America's if they can succeed in bringing the other powers down, though
here they represent something far more inimical and duplicitous than we
would expect. However, the earthquake of Kreton's step, the thunder of the
word police, and the time as three o'clock all resonate with the execution
and death of Christ.


Why doesn’t Nadan recognize Fitzgerald’s* Rubaiyat* (a very famous Persian
work of literature) when Kreton quotes it? Admittedly a loose translation,
is this a commentary on his inability to perceive the “spirit” of a
translation or is it a clue that Nadan has already been replaced?

Is Nadan really there to regain the miniatures from the Smithsonian?

Is there really no credence to the detective Hassan Kerbelai’s involvement?

Why does the prostitute who looks like Yasmin have the same deformity as
the “exotic” American who plays Kreton? Is it possible that there is
something ambiguous in the gender of Billy O'Keene?

Given that my thesis wholeheartedly endorses an American plot that employs
the grain merchant and its insidious airborne chemicals transmitted through
smell (Gas em!), do the two theories which account for the missing egg
(excised day from the journal in Borski’s scheme versus Tallman’s idea of a
drug sniffing dog stealing the egg) really have more weight than an idea
which posits that the monstrous creature he kills or the final days could
be something hallucinogenic in nature? It seems that in order to make use
of every detail in the text, Nadan must be replaced, and his arrest before
Good Friday is the best possible place for it, especially considering how
that point of the text ends with the words culminating in “end”: “If our
love is not a great love, destined to live forever in the hearts of the
young and the mouths of the poets, it will be so before the end.”

Like the other novellas of the 1970s, “Seven American Nights” explores
identity, perception, and cultural motivation and alienation. It even casts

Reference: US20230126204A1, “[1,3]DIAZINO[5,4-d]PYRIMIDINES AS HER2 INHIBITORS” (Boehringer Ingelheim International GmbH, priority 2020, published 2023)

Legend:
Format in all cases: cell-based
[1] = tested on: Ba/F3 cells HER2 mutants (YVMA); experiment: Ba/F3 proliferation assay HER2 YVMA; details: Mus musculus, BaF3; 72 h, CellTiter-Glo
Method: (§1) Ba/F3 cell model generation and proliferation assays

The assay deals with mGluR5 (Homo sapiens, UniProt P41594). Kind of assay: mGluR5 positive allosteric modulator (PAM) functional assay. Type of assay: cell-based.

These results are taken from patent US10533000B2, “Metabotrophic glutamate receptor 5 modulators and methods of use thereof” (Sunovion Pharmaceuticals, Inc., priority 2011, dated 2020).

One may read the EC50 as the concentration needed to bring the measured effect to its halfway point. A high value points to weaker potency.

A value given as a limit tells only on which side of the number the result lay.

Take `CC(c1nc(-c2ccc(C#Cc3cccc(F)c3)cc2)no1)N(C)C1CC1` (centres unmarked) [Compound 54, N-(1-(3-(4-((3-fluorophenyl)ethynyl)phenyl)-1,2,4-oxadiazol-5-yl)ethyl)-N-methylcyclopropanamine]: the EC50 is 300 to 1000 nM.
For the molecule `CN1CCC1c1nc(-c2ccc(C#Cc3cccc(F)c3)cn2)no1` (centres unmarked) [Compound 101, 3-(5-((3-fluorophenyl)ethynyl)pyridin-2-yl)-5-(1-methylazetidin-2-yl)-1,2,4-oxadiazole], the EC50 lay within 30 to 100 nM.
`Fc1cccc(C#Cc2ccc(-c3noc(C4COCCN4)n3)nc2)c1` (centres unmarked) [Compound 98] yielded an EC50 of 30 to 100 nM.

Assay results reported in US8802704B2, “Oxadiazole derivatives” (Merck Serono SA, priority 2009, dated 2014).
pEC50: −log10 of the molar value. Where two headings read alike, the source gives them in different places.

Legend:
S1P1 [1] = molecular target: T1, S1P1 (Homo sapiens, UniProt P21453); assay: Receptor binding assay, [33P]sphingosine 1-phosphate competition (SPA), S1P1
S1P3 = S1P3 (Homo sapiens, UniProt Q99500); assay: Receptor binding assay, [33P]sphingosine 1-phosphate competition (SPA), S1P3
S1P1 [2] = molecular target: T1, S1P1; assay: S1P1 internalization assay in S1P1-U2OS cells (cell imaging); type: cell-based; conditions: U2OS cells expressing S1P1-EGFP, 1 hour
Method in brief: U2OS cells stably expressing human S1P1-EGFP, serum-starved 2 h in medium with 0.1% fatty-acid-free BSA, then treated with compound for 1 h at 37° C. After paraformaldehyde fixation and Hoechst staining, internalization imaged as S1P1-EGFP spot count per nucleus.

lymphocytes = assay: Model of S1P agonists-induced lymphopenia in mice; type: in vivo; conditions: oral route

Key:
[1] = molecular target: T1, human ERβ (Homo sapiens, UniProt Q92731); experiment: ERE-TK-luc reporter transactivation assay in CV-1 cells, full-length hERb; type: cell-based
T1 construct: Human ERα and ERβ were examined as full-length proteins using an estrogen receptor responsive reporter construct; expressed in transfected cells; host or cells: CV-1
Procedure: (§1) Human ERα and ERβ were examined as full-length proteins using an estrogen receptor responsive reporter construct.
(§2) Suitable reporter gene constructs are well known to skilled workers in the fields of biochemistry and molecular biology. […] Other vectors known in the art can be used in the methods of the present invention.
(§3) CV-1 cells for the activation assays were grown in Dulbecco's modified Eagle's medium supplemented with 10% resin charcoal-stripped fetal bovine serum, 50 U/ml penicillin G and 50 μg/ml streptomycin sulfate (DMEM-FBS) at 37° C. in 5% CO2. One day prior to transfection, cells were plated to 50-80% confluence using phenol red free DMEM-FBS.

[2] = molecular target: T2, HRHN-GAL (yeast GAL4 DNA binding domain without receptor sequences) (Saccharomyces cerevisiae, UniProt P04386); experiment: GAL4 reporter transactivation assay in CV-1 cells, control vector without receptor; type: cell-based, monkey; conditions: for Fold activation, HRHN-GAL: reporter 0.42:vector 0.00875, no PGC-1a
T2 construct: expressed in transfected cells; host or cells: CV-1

America as a rather unmitigated villain, constituting one of Wolfe’s most
universally well-rounded works. The use of external plays and references to
explore themes was present in both *The Fifth Head of Cerberus* and *Peace.
*Despite Peter Wright’s assertion, there is still an objective back story
which makes use of most of the details present in the text. Perhaps the
truly inscrutable text from this period in Wolfe’s career remains
“Forlesen” rather than “Seven American Nights”.

The widespread loss of America's relevance most resembles *Operation ARES*,
and both works have sinister animals and the definite loss of
civilization's aegis at night in the streets of the East Coast. The
possibility of imprisonment and police abuse show the Kafkaesque in Wolfe,
a streak which extends from *The Fifth Head of Cerberus* to *The Land

Borski, Robert. “Far Plutonian Shore.” *The Long and the Short of It*. New
York: iUniverse, 2006. 52-61

“Hajji Baba of Ispahan.” Encyclopedia Iranica. Vol. XI, 6, 2003. 561-568.

Morier, James. *The Adventures of Hajji Baba of Ispahan*. Google E Books,

WolfeWiki. “Seven American Nights.” 21 November 2011, Web. September 9,

Wright, Peter. *Attending Daedalus: Gene Wolfe, Artifice and the Reader.*
Liverpool: Liverpool University Press, 2003.